The underground gourmet is an old tradition. From lemonade stands to supper clubs and modern blind pigs, people love to play restaurant.
Now a new tradition, started in 2011 in Helsinki, is bringing together hundreds of make-believe restaurateurs into a worldwide celebration of this alternative economy: Restaurant Day, “a worldwide food carnival when anyone can open a restaurant.”
Watch this charming video from the original organizers of Restaurant Day in Helsinki:
These pop-up restaurants do charge for the food, but the emphasis of Restaurant Day is on community, teamwork, and cultural exchange rather than profit. The fact that people set up their restaurants in their homes, offices, or in public parks or other open spaces further removes them from the commercial realm.
But what about health codes? Does avoiding profit and avoiding salmonella go hand-in-hand?
Well, it’s totally legal in Helsinki. The original organizers of Restaurant Day hit on the idea when, overwhelmed by the regulations involved in opening a full-time restaurant, they discovered that single-day pop-up food service was exempt. Today, Helsinki Mayor Jussi Pajunen is a big a proponent of the carnival, calling it “exactly the sort of project that will define our future.”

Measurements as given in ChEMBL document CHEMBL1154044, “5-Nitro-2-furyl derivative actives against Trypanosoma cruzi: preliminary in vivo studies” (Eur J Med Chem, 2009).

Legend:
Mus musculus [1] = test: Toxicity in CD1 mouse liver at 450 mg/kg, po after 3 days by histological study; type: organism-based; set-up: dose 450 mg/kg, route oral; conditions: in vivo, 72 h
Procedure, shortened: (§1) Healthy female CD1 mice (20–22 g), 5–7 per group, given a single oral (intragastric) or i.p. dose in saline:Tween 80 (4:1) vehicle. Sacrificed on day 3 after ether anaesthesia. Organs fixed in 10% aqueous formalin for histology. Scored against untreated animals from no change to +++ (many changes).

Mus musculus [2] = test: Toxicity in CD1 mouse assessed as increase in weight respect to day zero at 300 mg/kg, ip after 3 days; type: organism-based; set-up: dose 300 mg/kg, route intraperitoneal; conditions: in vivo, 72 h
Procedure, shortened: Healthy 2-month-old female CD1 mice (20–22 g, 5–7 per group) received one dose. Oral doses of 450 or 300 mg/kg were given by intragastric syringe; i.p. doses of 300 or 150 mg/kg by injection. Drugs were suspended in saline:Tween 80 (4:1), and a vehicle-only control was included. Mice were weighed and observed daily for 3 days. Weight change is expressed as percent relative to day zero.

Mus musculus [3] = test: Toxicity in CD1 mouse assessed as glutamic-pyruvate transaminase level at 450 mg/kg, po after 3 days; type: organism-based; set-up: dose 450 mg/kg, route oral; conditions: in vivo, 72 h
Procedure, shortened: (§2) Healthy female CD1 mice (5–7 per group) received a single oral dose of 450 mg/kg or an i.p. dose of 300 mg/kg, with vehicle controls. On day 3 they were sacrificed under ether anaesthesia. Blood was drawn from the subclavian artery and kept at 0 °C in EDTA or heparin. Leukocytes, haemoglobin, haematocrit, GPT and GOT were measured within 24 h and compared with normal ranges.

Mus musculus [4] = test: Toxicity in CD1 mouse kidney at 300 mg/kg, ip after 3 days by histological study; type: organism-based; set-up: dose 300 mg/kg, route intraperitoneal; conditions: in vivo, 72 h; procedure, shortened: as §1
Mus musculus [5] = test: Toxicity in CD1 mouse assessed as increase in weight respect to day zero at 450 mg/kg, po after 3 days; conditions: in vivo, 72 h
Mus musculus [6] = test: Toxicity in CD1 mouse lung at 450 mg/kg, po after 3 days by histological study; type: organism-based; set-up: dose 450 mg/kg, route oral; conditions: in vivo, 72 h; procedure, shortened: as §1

In other cities, the “one-day” loophole is not so clear-cut. People in 136 cities celebrated Restaurant Day this past February — which is 136 different set of regulations to navigate.
Here in New York, for example, single-day food establishments need a Certificate of Registration, and the city wants you to graduate from the NYC Health Academy, too.
Still, in practice, the authorities don’t actually seem to mind. In 2011, New York Magazine’s Grub Street blog tried and failed to get an official response on informal restaurants:
That the legality of under-the-radar eateries remains murky hasn't seemed to stop anyone, either: We spent an hour on the phone with the city Health Department trying to track down someone — anyone — who could comment on the matter. "We don't handle underground restaurants, only above-ground, like sidewalk cafés," one employee finally told us.
I couldn’t find evidence that anyone has gotten sick from restaurant day, or from the supper clubs (or lemonade stands) that have flourished for years. It makes sense: If someone’s going to go to the effort to set up a restaurant for one day, bringing in friends and family to volunteer and help run the day, they’re not going to cut corners or get sloppy. And if the pictures on the group's facebook page are any indication, it’s quite the opposite — they're going to pull off a gourmet feast.
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